This review was originally written in July of 2016.
Halfway through another book it dawns on me that I neglected to write up a brief review for Cibola Burn by fictional author James S.A. Corey…and that was silly of me.
With the fourth installment of The Expanse series, the previous novel’s full blown space opera narrative leads us to a story that takes place almost exclusively on an unfamiliar planet an unknown distance from Earth.
Human nature takes its natural course when early settlers from the devastated Europa base established a colony on the new planet prior to a joint corporate/scientific exploration colony arrives under charter from Earth government.
Terrorist acts from the settlers and attempts to establish authoritarian control by the newly arrived corporate interests produce a tense and untenable relationship that prompts the governments of Earth and the outer planets to send James Holden and the crew of the Rocinante through the gate and to this planet to serve as a mediator. The whole thing goes about as well as anyone familiar with the previous three books would expect.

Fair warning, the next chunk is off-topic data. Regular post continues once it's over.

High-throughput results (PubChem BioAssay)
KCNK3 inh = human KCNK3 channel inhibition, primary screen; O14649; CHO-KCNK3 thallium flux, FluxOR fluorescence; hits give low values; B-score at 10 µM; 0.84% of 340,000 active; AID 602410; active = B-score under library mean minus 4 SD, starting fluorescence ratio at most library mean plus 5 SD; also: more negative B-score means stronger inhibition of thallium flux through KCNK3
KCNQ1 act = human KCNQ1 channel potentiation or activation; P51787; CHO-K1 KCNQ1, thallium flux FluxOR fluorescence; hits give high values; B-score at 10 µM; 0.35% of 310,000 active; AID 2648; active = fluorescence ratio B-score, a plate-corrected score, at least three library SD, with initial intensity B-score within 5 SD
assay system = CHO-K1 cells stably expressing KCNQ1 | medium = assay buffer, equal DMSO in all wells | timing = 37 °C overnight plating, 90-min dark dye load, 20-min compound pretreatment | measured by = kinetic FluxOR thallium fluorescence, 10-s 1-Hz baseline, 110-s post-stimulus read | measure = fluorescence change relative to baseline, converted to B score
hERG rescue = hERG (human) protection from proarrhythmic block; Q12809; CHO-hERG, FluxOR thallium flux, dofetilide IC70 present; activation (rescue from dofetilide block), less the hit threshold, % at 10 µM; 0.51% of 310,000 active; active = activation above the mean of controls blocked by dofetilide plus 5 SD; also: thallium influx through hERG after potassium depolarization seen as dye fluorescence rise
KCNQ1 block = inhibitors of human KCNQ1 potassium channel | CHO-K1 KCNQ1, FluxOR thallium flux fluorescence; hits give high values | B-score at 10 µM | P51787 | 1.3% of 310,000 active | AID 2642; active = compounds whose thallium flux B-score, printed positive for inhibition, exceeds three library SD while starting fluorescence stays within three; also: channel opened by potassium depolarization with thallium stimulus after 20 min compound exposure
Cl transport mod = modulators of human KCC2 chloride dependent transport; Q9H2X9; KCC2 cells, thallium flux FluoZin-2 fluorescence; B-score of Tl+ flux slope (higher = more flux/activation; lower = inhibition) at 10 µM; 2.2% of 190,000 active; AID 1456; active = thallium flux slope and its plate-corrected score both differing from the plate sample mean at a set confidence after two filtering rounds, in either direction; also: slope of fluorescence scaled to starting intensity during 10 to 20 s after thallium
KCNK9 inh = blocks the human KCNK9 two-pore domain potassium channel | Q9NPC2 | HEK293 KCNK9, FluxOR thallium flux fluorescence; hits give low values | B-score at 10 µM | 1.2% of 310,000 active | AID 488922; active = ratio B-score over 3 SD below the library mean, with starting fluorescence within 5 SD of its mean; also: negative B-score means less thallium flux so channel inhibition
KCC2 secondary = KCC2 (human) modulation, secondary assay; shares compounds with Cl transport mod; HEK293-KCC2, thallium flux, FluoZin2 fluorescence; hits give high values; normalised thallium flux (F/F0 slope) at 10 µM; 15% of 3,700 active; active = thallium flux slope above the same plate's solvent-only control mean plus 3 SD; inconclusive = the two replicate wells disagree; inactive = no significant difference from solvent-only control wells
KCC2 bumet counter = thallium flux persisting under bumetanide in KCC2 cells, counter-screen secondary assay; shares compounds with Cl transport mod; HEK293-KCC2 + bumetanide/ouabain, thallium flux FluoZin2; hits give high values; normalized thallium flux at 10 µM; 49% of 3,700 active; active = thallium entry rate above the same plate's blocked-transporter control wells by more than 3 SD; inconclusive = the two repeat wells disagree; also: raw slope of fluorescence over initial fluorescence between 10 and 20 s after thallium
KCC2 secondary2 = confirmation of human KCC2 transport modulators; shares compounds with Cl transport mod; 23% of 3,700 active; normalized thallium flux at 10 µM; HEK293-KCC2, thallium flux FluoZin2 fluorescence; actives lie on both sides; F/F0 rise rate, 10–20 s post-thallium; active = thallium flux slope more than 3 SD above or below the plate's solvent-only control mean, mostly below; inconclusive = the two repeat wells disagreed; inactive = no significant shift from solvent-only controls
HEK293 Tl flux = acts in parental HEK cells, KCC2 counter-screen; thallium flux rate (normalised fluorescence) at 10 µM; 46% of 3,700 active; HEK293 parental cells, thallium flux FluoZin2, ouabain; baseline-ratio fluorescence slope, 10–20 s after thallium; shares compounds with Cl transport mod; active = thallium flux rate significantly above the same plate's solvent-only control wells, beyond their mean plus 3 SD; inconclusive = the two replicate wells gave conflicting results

The shame about this book is that, much like the scientific personnel who arrived, I didn’t get nearly enough opportunity to explore the planet. It’s a planet which has been geoengineered by the godlike aliens who had created the protomolecule that led to the gate from our solar system into the realm where hundreds of other gates lead to systems with hundreds of other planets. Containing presumably it’s own biodiversity combined with organic machines developed by the disappeared aliens, it would have been a fascinating planet to have experienced in greater depth.
That is my only dissatisfaction with the book, and realistically the authors couldn’t have actually written the sort of detail I would have liked without including an actual xenobiology textbook along with the story…and I suspect most people would have been far less inclined to read it if that were the case.